Ocean has done five studies with Neuroscience to track the engagement across its different screens. The latest research found that adding advertising on full motion screens around content or information, like events such as the Olympics or a concert, garner the highest engagement of all, compared to only advertising on static or full motion OOH on their own or combined.

Creativity and technology will be at the heart of OOH’s future

For Hall, the future will bring in more “seamless” interactions with OOH screens, carbon efficiency, and social engagement.

He thinks that what will be possible through a screen will “grow exponentially” in 15 years, as technology in the last 15 years has come on “leaps and bounds” with more interactivity, livestreaming, targeting and more made possible.

“At the heart of it, creativity and technology would be the two big things,” he says. “This causality that we’ve demonstrated between out-of-home and mobile is going to get stronger and stronger. I suspect that it’ll be very, very easy in future to walk past any digital out-of-home screen, see something that you like and think is relevant, wave your phone at it and that’s it.”

This will not be through the current technology of QR codes, and will be overall easier for brands to engage with with consumers.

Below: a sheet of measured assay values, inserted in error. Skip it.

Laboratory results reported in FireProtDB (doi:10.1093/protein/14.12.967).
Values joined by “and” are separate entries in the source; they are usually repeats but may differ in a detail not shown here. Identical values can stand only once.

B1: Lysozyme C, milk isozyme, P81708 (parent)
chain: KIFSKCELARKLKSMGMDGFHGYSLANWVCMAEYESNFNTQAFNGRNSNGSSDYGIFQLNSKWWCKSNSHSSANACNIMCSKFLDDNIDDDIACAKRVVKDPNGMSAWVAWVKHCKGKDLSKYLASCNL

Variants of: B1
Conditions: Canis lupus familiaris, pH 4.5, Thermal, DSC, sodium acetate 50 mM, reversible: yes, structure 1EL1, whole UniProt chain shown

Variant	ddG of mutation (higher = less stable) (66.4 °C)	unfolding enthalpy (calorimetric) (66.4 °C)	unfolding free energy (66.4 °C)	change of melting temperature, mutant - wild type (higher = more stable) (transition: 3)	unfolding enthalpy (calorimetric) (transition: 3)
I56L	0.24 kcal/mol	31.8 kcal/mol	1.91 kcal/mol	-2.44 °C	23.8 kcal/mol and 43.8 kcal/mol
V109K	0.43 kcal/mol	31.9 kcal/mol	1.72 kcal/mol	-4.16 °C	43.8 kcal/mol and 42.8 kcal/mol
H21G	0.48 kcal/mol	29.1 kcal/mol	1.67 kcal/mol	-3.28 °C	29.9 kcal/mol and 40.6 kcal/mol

Hall remarks: “This is where personalisation and digital OOH becoming a one-to-many medium and a one-to-one medium in the future can take off.”

‘Definitely a lot more to do’ on OOH carbon load

Hall also says there are increasing questions from the buyside about the sustainability of OOH, which is something the whole industry is trying to tackle throughout their supply chain.

This will need increasing attention and investment as they are all still “trying to crack the third stage”, namely the procurement and shipping of screens from abroad, but progress has been made in terms of running on sustainable power, helping rewild screen surroundings and using other more sustainable materials.

“Digital out-of-home is a carbon efficient way to reach people. We get a lot of questions from clients in the buy side, quite rightly, about out-of-home and how carbon efficient is, and I’d say the answer at the moment is we’re in a pretty good place, but there’s definitely a lot more to do.”

Talking to people “beyond the screen”

At Ocean at the moment Hall says there are a lot of conversations about not just the physical OOH screens, but where people go after they see a screen, whether that’s online or into the Metaverse for example.

In future through an overlay of sophistication and technology on OOH’s power as a democratic medium, there will be more ways of talking to people “beyond the screen”.

“It all starts with the screen, but it doesn’t necessarily end with the screen, whereas, 10- 15 years ago, you saw the message, that was your impression registered, off you go about your daily life and you feel a little bit better about Heinz beans or Ford cars, whatever it might be. I think that now out-of-home can go a lot deeper.”